Wentworth-Day, in his history of the Fens, says that in 1952 he was shewn thousands of tons of pre-historic trees, dug up in Feltwell Fens by the Weasenham Farming Company; the age of which has been computed in many cases as 70,000 years. These trees formed part of a. dense forest and the thickness of the bark indicates a cold climate. There are two remarkable facts connected with these trees for which no satisfactory explanation is forthcoming; most of them lie pointing north-east; and most of the trunks have snapped off about three feet above ground level. About 80 per cent of these pre-historic trees are oak.
William Valendine and Temperance Moundeford were married in 1638 at Feltwell St. Marys Church, not on February 14th, but on July 6th. She was sister to Sir Edmund Moundeford at whose death in 1643 the family ceased to exist, there being no male heir to carry on the name.
There once was a school-boy at Feltwell;
Whose writing, though good, was not spelt well.
Now look here my lad;
Your spelling is bad;
Said the master; and then used his belt well.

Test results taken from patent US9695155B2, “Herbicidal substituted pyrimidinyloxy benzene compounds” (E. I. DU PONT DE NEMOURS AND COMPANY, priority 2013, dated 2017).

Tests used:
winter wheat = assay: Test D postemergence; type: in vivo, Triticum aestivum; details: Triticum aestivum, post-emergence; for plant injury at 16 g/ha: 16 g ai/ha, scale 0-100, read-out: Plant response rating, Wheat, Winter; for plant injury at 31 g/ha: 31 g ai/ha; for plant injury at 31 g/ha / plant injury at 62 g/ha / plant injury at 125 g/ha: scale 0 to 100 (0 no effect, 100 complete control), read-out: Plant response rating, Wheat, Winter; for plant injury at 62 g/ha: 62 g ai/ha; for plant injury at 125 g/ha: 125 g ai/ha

The Parish Church has two Wardens and several Sidesmen whose duties are to assist the Wardens or to act as their deputy. The word Sidesman is a corruption for Synodsman; and originally their duty was to watch the parson of the parish and report any misdoings on his part to the Archdeacon at his Visitation or Synod; in fact they were Official Spies, which accounts for the name of Questmen, by which they were also known. That there was some need of them is shown in Archbishop Cranmer's Articles of 1548 and Q. Elizabeth's Injunctions of 1559 where the question is asked whether Parsons, Vicars and Curates are haunters of and resorters to Taverns or Alehouses. Those were the days of the Reformation when the country was in a most unsettled state, and we cannot possibly judge the clergy of those days or anyone else by present day standards. In 1500 Thomas Wolsey, who, at one time owned part of Feltwell, was put into the stocks for being drunk at the village feast where he was vicar. It in no way seems to have damaged his career, as later on he became Bishop of Lincoln, Archbishop of York, and a Cardinal: but it is hardly surprising to find that the rank and file of the clergy were not of a high standard.